The State of Minnesota filed a lawsuit against major oil companies, alleging that the companies concealed the climate hazards associated with the production and use of their fossil-fuel products. The companies removed the cases to federal district court on a number of grounds, including the “federal officer removal” statute, which allows people sued in a state court for acts taken under the direction of a federal officer and under color of federal office to remove that case from state court to federal court. The companies asserted that this statute authorized removal of the case because certain contracts that they had with the federal government required them to take some of the actions for which Minnesota was suing them. After the district court held that none of the grounds for removal asserted by the oil companies was proper and remanded the case to state court, the companies appealed to the U.S. Court of Appeals for the Eighth Circuit.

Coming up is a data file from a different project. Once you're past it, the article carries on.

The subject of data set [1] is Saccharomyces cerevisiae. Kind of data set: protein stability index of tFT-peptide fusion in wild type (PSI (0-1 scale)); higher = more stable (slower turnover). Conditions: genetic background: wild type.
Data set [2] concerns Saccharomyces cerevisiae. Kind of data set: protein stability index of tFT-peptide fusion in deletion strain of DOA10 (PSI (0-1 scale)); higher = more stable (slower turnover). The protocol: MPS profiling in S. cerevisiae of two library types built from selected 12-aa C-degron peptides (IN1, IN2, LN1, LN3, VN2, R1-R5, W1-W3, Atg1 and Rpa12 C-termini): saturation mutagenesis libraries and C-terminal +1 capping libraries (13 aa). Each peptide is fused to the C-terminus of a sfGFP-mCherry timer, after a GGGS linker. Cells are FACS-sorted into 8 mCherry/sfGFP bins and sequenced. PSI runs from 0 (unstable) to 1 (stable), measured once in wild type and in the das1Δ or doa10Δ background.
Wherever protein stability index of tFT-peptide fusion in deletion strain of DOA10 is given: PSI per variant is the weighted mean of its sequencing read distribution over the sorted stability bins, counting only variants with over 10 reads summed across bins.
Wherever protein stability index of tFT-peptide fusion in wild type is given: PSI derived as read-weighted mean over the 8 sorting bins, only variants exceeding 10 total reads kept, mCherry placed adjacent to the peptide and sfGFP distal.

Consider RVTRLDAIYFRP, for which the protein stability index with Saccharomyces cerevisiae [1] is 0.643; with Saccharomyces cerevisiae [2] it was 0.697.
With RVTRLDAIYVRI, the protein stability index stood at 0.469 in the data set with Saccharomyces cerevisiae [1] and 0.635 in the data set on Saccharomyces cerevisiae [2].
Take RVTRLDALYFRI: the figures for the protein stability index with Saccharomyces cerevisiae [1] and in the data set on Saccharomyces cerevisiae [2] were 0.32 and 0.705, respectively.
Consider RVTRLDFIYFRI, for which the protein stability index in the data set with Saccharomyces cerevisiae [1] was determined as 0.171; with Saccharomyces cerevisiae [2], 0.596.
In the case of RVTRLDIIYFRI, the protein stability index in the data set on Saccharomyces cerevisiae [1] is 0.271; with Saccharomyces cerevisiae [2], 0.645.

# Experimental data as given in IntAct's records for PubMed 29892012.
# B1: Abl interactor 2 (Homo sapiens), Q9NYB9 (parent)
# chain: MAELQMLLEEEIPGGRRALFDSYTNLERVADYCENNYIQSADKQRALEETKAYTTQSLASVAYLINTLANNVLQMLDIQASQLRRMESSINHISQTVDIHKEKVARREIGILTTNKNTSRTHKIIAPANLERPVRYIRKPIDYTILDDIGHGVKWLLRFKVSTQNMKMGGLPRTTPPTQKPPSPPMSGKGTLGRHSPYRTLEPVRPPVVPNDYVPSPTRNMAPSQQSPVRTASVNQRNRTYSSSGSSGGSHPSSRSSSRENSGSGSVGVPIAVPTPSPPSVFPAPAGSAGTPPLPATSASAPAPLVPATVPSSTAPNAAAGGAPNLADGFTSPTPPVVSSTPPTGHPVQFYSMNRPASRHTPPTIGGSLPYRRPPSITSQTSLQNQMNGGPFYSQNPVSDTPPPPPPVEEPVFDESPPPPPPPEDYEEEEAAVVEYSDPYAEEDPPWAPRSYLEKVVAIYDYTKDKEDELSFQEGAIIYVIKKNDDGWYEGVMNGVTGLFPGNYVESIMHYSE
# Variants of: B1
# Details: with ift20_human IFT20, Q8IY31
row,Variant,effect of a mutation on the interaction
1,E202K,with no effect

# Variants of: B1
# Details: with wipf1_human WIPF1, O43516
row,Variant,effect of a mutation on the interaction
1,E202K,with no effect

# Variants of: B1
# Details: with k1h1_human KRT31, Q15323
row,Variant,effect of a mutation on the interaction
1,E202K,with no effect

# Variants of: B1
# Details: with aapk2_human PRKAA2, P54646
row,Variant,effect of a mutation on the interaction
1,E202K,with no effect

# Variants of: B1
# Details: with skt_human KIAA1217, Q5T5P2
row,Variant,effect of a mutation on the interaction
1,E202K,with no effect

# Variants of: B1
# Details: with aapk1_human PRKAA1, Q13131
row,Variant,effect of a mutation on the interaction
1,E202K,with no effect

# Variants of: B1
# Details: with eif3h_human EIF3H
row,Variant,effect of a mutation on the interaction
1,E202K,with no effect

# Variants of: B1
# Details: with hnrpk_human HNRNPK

On appeal, Public Citizen filed a brief as amicus curiae supporting the State. The brief explains that commercial relationships such as those that the oil companies had with the federal government do not transform the companies into agents acting on behalf of federal officers and do not entitle them to remove cases brought against them in state court. In a decision issued in March 2023, the Eighth Circuit agreed with our argument that the requirements for federal officer were not satisfied. The court also rejected the companies’ other theories for removal and affirmed the district court’s order remanding the case to state court.